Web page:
African Finance Ministers Speak on Africa's Potential

Published on 3rd May 2010

Mr. Gilbert Ondongo, Minister of Finance, Budget, and Public Portfolio for the Republic of Congo; Mr. Augustine Ngafuan, Minister of Finance of Liberia and  Syda Bbumba, Minister of Finance of Uganda  take questions during the IMF press briefing Webcast. 

Question: The World Bank President recently gave a speech in which he envisioned Africa as a global source of growth, and particularly, he envisioned an Africa which would attract industries, industrial activities, with low added value that can come from China. Is it a view that you share, or not?

Minister Bbumba: Thank you very much. On the issue which has been raised on Africa having the potential to be the source of growth, I think it is there. Africa is highly endowed. In fact, it's the most endowed part of the world in terms of natural resources. The only problem is that we did not have our own capital and we were not allowed to develop our own ideas. If we had been allowed to continue where we are during the pre-independence time, today Africa would be a super industrial state because all the materials required are available in Africa. When you talk about industrialization, the main product for industrialization is steel. There is iron ore in the whole of Africa. There are oil reserves in Africa but they have neither been explored nor exploited. If only our partners could engage us in a more business manner, I think Africa has the potential.

Right now, one of the reasons why Africa is the limping member of the globe is because what we produce is expected as raw commodities. We don't add primary value.

If I can talk about the coffee I'm familiar with, whenever we send a kilo of coffee, we give away 300 percent of the profits and the farmer gets less than 50 percent of the profits. So, if we are able to put up primary industries, certainly Africa would become a source of growth to the entire world. And secondly, we've got human resource. It's untapped. With the introduction of universal education, primary and secondary, we have seen that there has been a sleeping potential. It's not yet fully tapped because the African youth lack skills to be employed and whenever investors are coming to our country, in addition to the equipment and the capital, they also import labor into our country, skilled labor, whereas we have got high unemployment in our countries. So, really, if we are able to address those and get funding and continue with the support we are getting from our partners and others yet to come, I think we'll get there.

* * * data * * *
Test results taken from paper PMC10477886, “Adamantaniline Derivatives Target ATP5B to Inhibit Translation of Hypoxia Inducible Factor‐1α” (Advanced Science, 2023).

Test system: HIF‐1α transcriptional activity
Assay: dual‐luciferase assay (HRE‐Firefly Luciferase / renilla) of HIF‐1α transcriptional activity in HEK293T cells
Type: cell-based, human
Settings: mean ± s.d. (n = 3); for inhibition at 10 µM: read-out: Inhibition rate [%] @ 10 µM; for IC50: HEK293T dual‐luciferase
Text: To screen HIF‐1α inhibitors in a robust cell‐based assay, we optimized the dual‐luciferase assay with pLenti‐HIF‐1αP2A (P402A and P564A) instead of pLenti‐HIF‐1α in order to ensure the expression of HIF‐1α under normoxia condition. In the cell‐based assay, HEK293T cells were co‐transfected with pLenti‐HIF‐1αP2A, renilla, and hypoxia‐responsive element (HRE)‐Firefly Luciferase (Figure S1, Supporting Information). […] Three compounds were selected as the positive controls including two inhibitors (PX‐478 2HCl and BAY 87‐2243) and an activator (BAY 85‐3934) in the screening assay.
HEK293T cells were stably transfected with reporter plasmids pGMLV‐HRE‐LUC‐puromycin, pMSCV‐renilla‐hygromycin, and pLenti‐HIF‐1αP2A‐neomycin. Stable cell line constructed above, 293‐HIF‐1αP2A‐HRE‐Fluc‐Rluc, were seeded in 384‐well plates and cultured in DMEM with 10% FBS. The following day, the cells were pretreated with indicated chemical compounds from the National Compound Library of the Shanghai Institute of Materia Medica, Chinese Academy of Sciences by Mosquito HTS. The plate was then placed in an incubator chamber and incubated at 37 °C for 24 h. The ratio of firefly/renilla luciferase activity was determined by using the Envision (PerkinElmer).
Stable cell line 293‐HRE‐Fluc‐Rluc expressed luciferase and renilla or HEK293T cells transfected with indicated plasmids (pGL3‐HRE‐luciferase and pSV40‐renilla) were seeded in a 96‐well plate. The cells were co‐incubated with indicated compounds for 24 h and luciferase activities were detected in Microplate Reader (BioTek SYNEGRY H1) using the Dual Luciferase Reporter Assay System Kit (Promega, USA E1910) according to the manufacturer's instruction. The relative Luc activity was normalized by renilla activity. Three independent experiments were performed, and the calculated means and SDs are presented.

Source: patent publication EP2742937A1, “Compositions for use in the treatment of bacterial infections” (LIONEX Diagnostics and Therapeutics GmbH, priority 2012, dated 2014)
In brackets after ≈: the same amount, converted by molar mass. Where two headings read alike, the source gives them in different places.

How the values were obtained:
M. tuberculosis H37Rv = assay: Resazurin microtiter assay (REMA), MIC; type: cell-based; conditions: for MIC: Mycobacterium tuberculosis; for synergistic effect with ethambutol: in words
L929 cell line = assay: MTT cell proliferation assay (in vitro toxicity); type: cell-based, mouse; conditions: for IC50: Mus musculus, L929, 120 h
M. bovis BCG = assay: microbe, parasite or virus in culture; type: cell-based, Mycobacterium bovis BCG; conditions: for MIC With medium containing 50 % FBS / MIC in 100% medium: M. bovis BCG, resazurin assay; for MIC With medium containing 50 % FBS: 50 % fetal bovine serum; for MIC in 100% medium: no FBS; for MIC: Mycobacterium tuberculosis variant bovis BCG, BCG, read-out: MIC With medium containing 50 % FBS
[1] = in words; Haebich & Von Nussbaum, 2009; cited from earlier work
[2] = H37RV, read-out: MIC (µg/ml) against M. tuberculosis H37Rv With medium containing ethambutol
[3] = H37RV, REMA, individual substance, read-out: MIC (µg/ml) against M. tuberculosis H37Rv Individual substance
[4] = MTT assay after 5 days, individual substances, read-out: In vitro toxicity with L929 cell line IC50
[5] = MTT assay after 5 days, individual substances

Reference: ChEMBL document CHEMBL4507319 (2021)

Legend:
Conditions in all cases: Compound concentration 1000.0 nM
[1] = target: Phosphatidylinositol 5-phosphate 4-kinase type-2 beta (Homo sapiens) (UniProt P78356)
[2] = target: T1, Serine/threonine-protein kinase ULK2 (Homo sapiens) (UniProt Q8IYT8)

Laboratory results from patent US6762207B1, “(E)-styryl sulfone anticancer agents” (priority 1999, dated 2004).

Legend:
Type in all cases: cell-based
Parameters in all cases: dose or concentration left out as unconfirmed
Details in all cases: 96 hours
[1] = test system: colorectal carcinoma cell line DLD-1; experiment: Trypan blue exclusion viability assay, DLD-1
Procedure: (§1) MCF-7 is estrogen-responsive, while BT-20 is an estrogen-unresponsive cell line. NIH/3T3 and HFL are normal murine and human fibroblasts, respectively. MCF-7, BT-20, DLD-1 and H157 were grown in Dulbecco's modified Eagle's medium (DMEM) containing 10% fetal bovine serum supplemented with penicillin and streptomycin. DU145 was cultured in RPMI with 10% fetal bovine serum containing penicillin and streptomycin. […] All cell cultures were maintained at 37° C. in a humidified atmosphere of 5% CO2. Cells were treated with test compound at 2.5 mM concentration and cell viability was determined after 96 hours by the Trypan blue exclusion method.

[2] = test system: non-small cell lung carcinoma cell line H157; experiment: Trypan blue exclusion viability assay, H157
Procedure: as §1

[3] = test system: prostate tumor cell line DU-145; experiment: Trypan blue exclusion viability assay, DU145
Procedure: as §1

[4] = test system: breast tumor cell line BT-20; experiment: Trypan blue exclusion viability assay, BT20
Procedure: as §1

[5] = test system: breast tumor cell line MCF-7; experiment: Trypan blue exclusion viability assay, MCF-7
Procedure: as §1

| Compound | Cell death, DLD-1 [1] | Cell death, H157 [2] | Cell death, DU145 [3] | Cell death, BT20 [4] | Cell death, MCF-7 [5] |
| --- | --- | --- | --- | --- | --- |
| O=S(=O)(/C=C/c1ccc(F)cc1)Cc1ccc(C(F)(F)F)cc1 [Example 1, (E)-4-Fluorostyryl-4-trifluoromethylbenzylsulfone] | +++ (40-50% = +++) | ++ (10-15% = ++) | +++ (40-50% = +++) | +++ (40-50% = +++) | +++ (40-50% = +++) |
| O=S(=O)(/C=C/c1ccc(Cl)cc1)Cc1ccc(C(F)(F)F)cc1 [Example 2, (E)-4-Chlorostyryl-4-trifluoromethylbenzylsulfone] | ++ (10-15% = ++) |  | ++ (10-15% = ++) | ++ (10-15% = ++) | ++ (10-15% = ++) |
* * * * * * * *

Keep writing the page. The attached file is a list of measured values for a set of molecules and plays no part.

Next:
Question: My question is following up from the Minister of Uganda on regional and Pan-African ability to negotiate trade agreements. One of the biggest problems, I gather, is the bilateral trade agreements with the EU, U.S. and others, and that's causing a lot of disparity within the African market. How can you have a more regional force or Pan-African force when you deal with the trade people? This goes from South Africa to Ghana, to everybody, and I gather it's a real--it's a big problem, and also for cross regional trade.

Minister Ondongo: We have today on the table the negotiations with the European Union and the framework of the partnership with European Union. It so happens that in Africa and Central Africa, we have a precise negotiating method that has to be regional. The Ministers of Commerce, especially, in the sub-region of Central Africa, have met to have a common negotiating position. This negotiation centers on the fact that EU wants our borders completely open to the European products and vice versa. Obviously, we import more than we export from Europe.

We told them that this is possible, we are not against it. It is something that the World Trade Organization wants but on condition that this be done progressively because nowadays many of our countries depend on the income to function.

Up until now the EU has not been very attentive, the negotiations are still going on, but the good thing is that we all think the same and it's not good only for Central Africa, this goes for all of Africa because we have a common position to negotiate and with the good training of labor in Africa, we have--the proof is that with the WTO and with Europe we negotiate in a respectable way and we have more and more respect about this in Europe and Africa.

Question: Africa needs a stronger focus on regional trade and growth in Africa. Do you think that this is a broader experience from the crisis and could you give us one or two examples how governments can strengthen this?

Minister Ngafuan: From the earlier question concerning what Africa can do, well, one thing that is a fact is that we have huge resource endowments and we've had those endowments for ages, but it's a contradiction that Africa still remains undeveloped. So, it is a question as to whether Africa has gotten fair prices for its resources. Each African country engaging with a partner, a western partner, is like an ant versus a 900 pound gorilla, so coming together, collectivizing strategies in regional integration or trade agreements only makes Africa to have a stronger position. So, we support that heavily because as we proceed, we still have a huge natural resource endowment, especially Liberia--iron ore, rubber, we've--now we still have one of the remaining rainforests in the world, in the face of this--of the climate crisis. But as we exploit these resources, we need better prices. Liberia facing our partners alone may be shortchanged so, it is in every African country's interest to collectivize in these regional blocks, in these trade blocks, in these economic blocks, in order to make sure that we get value for our commodities.

Courtesy: IMF

 

 


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